covariance matrix into a correlation matrix by dividing by the appropriate standard
deviation reduces all the variables to equal importance as measured by scale. Singh
and Harrison (1985) compared standardized and unstandardized PCA and reported
substantial improvement of signal-to-noise ratio and image enhancement by using
standardized variables. Selective standardized principal components analysis was
performed using bands 2 and 4.
3.2.4. Direct multi-date classi cation
The direct multi-date classi cation is based on the single analysis of a combined
dataset of the two dates in order to identify areas of changes (Singh 1986). Classes
where changes are occurring are expected to present statistics signi cantly di erent
from where change did not take place and so could be identi ed. Unsupervised
classi cation was carried out using the ISODATA method of the ERDAS software
which uses spectral distance and iteratively classi es the pixels, rede nes the criteria


J.-F. Mas

for each class, classifying again, so that the spectral distance patterns in the data
gradually emerge (ERDAS 1991).
3.2.5. Post-classi cation analysis
The most obvious method of change detection is a comparative analysis of
spectral classi cations for times t1 and t2 produced independently (Singh 1989). In
this context it should be noticed that the change map of two images will only be
generally as accurate as the product of the accuracies of each individual classi cation
(Stow et al. 1980). Accuracy of relevant class changes depends on spectral separability
of classes involved. In the present study, Landsat MSS data of both dates were
independently classi ed using the maximum likelihood classi er.
3.2.6. Combination image enhancement / post-classi cation analysis
In this method, the change image produced through an enhancement procedure
is recoded into a binary mask consisting of areas that have changed between the
two dates. The change mask is then overlaid onto the date 2 image and only those
pixels that were detected as having changed are classi ed in the date 2 imagery. A
traditional post-classi cation comparison can then be applied to yield from-to change
information. This method may reduce change detection errors and provides detailed
from-to change information (Pilon et al. 1988, Jensen 1996).
3.3. Accuracy assessment
In order to determine the accuracy of each change image a random sample of
180 points was selected within the study area. Points which fell in areas corresponding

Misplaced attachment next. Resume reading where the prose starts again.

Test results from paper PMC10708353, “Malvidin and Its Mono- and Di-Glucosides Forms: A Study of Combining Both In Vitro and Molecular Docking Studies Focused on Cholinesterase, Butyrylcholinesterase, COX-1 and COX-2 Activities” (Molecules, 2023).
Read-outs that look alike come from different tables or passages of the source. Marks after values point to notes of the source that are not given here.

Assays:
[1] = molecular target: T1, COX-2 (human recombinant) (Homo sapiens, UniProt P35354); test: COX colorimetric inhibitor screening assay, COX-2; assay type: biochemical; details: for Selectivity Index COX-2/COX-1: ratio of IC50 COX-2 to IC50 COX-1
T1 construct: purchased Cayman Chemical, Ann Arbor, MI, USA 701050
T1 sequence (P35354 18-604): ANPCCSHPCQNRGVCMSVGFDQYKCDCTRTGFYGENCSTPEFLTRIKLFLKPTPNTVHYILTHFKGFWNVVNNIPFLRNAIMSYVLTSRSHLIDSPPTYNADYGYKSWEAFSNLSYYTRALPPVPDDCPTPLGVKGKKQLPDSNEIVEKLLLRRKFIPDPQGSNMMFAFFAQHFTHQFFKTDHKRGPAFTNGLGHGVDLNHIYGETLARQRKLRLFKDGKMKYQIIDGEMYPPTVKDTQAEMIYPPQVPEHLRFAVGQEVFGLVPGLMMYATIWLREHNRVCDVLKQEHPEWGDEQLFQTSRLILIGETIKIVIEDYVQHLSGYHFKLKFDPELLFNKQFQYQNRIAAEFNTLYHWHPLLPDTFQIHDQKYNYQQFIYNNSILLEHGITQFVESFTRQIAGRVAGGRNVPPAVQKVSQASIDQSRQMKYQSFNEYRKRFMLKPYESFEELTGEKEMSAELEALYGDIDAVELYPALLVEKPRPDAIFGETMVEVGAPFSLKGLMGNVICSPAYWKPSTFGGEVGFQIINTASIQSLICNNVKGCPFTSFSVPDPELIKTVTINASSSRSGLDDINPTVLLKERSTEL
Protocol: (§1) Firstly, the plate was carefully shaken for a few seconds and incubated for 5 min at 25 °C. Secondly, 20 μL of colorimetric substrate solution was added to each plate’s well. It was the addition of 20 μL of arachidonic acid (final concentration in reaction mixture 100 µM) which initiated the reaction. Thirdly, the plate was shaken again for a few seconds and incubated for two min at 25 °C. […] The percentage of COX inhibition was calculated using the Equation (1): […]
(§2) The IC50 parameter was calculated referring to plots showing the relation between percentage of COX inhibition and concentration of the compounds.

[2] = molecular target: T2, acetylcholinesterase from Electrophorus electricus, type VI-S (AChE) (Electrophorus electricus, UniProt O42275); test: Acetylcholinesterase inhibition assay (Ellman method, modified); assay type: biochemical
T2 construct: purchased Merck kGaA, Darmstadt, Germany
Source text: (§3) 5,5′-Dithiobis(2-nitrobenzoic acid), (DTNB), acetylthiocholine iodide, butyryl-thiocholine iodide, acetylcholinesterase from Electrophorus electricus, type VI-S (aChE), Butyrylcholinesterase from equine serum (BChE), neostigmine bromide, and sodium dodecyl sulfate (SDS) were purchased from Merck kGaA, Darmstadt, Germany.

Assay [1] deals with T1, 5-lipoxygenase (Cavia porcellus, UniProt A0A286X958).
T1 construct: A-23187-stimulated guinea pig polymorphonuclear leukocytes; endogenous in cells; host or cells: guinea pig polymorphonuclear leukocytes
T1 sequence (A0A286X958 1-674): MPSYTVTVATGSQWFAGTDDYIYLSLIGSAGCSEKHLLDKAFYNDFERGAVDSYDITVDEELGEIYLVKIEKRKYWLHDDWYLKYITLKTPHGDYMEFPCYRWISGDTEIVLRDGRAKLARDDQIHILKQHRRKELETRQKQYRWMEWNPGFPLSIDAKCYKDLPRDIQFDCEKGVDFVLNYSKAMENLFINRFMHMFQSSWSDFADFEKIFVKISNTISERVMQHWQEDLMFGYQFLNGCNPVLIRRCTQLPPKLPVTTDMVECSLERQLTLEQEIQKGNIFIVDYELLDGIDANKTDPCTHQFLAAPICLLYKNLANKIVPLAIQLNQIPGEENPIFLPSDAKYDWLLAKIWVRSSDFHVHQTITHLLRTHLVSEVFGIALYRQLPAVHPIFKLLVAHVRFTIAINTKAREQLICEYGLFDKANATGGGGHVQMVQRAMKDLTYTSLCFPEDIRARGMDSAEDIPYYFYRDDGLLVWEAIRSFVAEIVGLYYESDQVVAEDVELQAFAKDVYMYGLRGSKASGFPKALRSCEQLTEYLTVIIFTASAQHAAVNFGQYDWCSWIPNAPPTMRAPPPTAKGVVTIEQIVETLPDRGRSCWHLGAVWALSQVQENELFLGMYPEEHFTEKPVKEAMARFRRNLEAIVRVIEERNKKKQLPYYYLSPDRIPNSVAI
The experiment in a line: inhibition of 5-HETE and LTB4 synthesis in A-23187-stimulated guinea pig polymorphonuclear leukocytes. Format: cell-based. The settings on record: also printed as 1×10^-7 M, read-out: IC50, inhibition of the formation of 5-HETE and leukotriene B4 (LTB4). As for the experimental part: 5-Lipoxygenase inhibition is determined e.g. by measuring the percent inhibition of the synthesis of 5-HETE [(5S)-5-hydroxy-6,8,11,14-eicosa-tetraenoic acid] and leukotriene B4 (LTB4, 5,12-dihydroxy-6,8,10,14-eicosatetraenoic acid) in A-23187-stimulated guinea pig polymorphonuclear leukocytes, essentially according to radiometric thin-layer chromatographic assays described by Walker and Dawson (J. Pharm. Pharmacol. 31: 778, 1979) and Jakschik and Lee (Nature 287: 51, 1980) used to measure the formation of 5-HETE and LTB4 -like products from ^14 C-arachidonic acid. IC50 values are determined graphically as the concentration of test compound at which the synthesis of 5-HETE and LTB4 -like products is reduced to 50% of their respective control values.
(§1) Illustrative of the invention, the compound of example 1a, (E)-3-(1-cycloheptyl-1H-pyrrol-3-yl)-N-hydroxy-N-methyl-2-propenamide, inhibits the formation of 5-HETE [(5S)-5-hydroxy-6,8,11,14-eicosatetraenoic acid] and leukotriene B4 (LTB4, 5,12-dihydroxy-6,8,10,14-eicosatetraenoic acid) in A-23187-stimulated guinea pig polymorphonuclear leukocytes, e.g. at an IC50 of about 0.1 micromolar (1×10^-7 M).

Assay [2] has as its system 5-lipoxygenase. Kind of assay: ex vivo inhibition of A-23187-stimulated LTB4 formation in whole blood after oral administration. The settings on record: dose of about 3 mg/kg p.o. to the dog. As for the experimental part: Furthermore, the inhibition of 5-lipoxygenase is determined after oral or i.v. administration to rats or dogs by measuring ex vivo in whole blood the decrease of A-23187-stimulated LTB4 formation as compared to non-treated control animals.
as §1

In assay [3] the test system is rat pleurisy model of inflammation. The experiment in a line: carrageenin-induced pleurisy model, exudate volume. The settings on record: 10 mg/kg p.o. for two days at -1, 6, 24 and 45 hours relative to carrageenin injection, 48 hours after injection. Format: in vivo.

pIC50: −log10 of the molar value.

to clouds, to the lagoon or to the border between di erent land covers were eliminated
resulting nally in 106 points. The nature of change within an area of 200 m around
the selected points were determined by comparing 1972 and 1990 aerial photographs
scale 15 75 000, 1978 and 1992 vegetation maps and colour composites of the two
images. For each point, two levels of information were determined: the rst level
involved only `change/ no change binary information and the second level described
the nature of change (from-to information). This information was compared to the
change detection techniques results through confusion matrices.
In the application of digital change detection techniques based on image enhancement, it was necessary to establish a thresholding level in order to de ne land cover
change. All histograms were examined and the mean and standard deviation values
for each dataset were calculated. Various standard threshold levels were applied to
the lower and higher tail of each distribution in order to nd the threshold value
that produced the highest change classi cation accuracy. The relationship between
change classi cation accuracy and threshold for a given transformed band was
studied by generating change images for thresholds ranging from 0.25 to 2.00 standard deviations, at 0.25 standard deviation intervals. As a following step, thresholds
every 0.1 standard deviation around the initial empirical maximum were tested. If
the distributions are non-normal and functions of the standard deviations are used
to delimit change from no change, the areas delimited on either side of the mode
are not equal. Therefore, the error rates on either side of the mode are not equal.
For this reason, an attempt was made to determine the two threshold boundaries
using two independent steps. In order to establish the optimal threshold value applied
to the lower tail of the distribution, pixels which value was lower than the threshold
level L1 were considered as changed, pixels whose value ranged between the threshold